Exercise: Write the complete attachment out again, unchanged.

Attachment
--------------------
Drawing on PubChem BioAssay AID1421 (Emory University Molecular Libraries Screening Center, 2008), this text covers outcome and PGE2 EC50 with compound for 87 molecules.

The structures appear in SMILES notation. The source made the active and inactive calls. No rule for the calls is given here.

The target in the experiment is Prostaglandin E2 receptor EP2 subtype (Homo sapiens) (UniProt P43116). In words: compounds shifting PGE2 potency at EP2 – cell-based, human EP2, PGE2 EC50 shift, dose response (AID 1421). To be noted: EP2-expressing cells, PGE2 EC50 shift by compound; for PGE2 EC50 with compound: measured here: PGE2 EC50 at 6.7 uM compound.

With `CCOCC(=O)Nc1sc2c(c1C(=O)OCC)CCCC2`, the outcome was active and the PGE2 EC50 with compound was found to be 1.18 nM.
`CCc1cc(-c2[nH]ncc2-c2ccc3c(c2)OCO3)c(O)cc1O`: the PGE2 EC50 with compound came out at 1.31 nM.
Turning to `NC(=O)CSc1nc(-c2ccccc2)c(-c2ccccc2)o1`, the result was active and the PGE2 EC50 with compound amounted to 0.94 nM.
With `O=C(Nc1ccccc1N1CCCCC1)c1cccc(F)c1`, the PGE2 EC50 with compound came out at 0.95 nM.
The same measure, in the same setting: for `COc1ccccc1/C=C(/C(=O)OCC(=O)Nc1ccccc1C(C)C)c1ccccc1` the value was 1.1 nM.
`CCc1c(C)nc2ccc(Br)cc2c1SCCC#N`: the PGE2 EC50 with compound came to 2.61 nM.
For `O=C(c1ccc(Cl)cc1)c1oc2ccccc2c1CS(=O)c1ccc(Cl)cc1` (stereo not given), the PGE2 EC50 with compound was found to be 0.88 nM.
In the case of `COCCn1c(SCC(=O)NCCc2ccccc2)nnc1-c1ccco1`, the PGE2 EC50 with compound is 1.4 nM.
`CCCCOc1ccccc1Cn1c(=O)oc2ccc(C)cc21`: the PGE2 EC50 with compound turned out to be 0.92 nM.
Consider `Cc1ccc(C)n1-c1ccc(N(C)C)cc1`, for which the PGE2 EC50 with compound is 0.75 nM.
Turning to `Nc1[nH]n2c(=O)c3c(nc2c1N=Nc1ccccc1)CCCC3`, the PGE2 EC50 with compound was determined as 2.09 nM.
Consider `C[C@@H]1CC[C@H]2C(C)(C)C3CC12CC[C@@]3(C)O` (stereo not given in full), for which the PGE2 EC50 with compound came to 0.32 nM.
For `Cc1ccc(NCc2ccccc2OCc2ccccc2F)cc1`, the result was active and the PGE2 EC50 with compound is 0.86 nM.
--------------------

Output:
Drawing on PubChem BioAssay AID1421 (Emory University Molecular Libraries Screening Center, 2008), this text covers outcome and PGE2 EC50 with compound for 87 molecules.

The structures appear in SMILES notation. The source made the active and inactive calls. No rule for the calls is given here.

The target in the experiment is Prostaglandin E2 receptor EP2 subtype (Homo sapiens) (UniProt P43116). In words: compounds shifting PGE2 potency at EP2 – cell-based, human EP2, PGE2 EC50 shift, dose response (AID 1421). To be noted: EP2-expressing cells, PGE2 EC50 shift by compound; for PGE2 EC50 with compound: measured here: PGE2 EC50 at 6.7 uM compound.

With `CCOCC(=O)Nc1sc2c(c1C(=O)OCC)CCCC2`, the outcome was active and the PGE2 EC50 with compound was found to be 1.18 nM.
`CCc1cc(-c2[nH]ncc2-c2ccc3c(c2)OCO3)c(O)cc1O`: the PGE2 EC50 with compound came out at 1.31 nM.
Turning to `NC(=O)CSc1nc(-c2ccccc2)c(-c2ccccc2)o1`, the result was active and the PGE2 EC50 with compound amounted to 0.94 nM.
With `O=C(Nc1ccccc1N1CCCCC1)c1cccc(F)c1`, the PGE2 EC50 with compound came out at 0.95 nM.
The same measure, in the same setting: for `COc1ccccc1/C=C(/C(=O)OCC(=O)Nc1ccccc1C(C)C)c1ccccc1` the value was 1.1 nM.
`CCc1c(C)nc2ccc(Br)cc2c1SCCC#N`: the PGE2 EC50 with compound came to 2.61 nM.
For `O=C(c1ccc(Cl)cc1)c1oc2ccccc2c1CS(=O)c1ccc(Cl)cc1` (stereo not given), the PGE2 EC50 with compound was found to be 0.88 nM.
In the case of `COCCn1c(SCC(=O)NCCc2ccccc2)nnc1-c1ccco1`, the PGE2 EC50 with compound is 1.4 nM.
`CCCCOc1ccccc1Cn1c(=O)oc2ccc(C)cc21`: the PGE2 EC50 with compound turned out to be 0.92 nM.
Consider `Cc1ccc(C)n1-c1ccc(N(C)C)cc1`, for which the PGE2 EC50 with compound is 0.75 nM.
Turning to `Nc1[nH]n2c(=O)c3c(nc2c1N=Nc1ccccc1)CCCC3`, the PGE2 EC50 with compound was determined as 2.09 nM.
Consider `C[C@@H]1CC[C@H]2C(C)(C)C3CC12CC[C@@]3(C)O` (stereo not given in full), for which the PGE2 EC50 with compound came to 0.32 nM.
For `Cc1ccc(NCc2ccccc2OCc2ccccc2F)cc1`, the result was active and the PGE2 EC50 with compound is 0.86 nM.